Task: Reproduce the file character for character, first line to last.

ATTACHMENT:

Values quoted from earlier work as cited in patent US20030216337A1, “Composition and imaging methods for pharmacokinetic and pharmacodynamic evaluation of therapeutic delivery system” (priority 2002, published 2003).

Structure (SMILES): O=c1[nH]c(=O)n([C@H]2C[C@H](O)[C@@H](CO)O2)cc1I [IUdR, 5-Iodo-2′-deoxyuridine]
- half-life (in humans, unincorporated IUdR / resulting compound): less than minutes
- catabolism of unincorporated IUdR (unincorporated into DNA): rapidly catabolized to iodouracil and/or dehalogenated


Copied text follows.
Values quoted from earlier work as cited in patent US20030216337A1, “Composition and imaging methods for pharmacokinetic and pharmacodynamic evaluation of therapeutic delivery system” (priority 2002, published 2003).

Structure (SMILES): O=c1[nH]c(=O)n([C@H]2C[C@H](O)[C@@H](CO)O2)cc1I [IUdR, 5-Iodo-2′-deoxyuridine]
- half-life (in humans, unincorporated IUdR / resulting compound): less than minutes
- catabolism of unincorporated IUdR (unincorporated into DNA): rapidly catabolized to iodouracil and/or dehalogenated